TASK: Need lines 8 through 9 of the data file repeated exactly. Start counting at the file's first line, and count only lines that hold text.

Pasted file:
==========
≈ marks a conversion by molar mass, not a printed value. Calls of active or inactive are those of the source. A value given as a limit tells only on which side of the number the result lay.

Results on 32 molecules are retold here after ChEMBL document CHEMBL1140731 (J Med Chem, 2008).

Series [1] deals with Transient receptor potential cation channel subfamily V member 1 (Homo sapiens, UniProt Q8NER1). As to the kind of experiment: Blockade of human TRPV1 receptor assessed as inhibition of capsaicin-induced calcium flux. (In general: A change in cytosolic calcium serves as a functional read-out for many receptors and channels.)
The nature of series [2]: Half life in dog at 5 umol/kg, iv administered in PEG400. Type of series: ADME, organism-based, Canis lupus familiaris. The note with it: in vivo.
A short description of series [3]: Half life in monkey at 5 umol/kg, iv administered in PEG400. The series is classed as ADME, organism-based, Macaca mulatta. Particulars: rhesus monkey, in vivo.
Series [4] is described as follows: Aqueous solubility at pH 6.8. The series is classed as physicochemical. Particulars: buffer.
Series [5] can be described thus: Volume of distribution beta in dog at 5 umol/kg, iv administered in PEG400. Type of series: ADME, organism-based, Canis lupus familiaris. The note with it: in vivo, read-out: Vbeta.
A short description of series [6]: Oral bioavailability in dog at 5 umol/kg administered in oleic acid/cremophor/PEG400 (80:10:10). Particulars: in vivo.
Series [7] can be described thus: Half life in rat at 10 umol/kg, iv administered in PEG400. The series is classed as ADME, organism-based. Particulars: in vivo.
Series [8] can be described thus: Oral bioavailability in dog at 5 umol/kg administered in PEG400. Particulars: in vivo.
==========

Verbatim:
A short description of series [6]: Oral bioavailability in dog at 5 umol/kg administered in oleic acid/cremophor/PEG400 (80:10:10). Particulars: in vivo.
Series [7] can be described thus: Half life in rat at 10 umol/kg, iv administered in PEG400. The series is classed as ADME, organism-based. Particulars: in vivo.